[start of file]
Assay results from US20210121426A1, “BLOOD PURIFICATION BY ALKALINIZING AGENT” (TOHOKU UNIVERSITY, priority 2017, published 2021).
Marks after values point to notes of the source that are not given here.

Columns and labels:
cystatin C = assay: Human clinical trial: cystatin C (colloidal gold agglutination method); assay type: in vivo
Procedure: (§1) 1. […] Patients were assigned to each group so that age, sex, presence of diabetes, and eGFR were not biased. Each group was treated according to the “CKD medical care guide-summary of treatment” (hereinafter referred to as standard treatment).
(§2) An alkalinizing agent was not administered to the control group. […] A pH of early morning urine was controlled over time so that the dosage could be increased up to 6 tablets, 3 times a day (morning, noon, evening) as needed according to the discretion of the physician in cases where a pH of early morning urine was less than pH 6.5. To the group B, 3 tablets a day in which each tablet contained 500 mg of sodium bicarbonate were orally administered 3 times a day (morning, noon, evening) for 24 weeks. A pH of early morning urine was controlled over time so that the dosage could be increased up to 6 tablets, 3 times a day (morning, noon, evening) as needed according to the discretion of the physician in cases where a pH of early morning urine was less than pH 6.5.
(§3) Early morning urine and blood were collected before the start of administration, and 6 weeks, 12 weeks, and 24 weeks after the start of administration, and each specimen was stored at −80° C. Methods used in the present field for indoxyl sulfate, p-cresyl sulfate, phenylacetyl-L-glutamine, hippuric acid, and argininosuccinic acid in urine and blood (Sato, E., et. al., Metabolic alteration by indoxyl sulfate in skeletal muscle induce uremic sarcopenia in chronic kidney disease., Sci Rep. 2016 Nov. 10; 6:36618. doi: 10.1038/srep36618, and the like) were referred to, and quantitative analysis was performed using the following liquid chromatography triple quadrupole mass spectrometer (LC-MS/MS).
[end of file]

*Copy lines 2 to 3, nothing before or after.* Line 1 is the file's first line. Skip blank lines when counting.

Marks after values point to notes of the source that are not given here.

Columns and labels: